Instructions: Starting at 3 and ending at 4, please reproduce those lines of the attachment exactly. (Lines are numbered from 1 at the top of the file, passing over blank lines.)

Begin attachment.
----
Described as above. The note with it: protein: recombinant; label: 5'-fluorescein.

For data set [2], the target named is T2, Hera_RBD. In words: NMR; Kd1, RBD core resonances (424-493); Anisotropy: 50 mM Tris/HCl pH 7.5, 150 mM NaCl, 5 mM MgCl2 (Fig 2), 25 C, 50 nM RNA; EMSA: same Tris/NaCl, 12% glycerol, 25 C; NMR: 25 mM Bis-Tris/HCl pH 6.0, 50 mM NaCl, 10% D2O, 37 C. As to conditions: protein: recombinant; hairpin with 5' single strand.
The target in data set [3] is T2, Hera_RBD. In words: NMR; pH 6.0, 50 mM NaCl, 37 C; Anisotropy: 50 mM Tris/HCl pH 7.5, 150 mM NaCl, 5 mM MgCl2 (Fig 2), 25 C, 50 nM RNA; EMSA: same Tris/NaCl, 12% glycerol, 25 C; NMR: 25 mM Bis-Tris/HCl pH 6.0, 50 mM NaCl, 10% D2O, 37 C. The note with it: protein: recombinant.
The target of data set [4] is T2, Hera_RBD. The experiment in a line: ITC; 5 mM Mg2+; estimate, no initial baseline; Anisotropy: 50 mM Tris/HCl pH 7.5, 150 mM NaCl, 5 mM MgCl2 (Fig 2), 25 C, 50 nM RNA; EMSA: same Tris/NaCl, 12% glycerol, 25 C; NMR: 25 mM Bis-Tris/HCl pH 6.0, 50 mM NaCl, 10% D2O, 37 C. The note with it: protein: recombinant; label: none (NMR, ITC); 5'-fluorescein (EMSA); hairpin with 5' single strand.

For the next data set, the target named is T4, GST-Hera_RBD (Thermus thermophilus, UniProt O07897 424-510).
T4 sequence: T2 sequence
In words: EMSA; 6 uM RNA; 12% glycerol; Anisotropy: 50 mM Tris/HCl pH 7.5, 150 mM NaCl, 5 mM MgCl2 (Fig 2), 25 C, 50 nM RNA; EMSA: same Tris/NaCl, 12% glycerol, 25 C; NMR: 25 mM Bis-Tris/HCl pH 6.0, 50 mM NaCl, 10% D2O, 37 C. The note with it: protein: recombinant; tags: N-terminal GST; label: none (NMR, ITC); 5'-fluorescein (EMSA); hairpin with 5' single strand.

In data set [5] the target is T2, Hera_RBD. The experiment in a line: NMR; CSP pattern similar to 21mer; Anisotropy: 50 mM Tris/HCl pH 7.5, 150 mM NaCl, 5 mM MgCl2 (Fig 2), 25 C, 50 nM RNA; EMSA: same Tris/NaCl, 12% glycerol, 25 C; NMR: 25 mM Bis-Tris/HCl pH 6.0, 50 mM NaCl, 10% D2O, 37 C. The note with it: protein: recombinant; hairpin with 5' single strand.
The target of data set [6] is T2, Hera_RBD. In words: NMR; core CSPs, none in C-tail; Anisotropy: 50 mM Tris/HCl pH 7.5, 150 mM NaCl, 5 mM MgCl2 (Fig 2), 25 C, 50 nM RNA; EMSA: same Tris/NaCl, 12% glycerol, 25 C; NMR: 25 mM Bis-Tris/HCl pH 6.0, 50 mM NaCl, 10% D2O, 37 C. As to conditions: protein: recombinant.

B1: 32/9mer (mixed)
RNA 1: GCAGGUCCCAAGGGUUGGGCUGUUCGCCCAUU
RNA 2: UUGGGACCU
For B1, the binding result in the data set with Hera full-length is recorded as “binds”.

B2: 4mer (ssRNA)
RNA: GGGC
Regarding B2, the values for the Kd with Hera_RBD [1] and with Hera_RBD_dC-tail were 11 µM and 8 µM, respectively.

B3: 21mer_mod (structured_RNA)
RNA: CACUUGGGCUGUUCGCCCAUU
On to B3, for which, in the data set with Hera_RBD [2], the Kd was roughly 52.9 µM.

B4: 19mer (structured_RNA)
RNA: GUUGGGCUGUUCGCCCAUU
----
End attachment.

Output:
The target in data set [3] is T2, Hera_RBD. In words: NMR; pH 6.0, 50 mM NaCl, 37 C; Anisotropy: 50 mM Tris/HCl pH 7.5, 150 mM NaCl, 5 mM MgCl2 (Fig 2), 25 C, 50 nM RNA; EMSA: same Tris/NaCl, 12% glycerol, 25 C; NMR: 25 mM Bis-Tris/HCl pH 6.0, 50 mM NaCl, 10% D2O, 37 C. The note with it: protein: recombinant.
The target of data set [4] is T2, Hera_RBD. The experiment in a line: ITC; 5 mM Mg2+; estimate, no initial baseline; Anisotropy: 50 mM Tris/HCl pH 7.5, 150 mM NaCl, 5 mM MgCl2 (Fig 2), 25 C, 50 nM RNA; EMSA: same Tris/NaCl, 12% glycerol, 25 C; NMR: 25 mM Bis-Tris/HCl pH 6.0, 50 mM NaCl, 10% D2O, 37 C. The note with it: protein: recombinant; label: none (NMR, ITC); 5'-fluorescein (EMSA); hairpin with 5' single strand.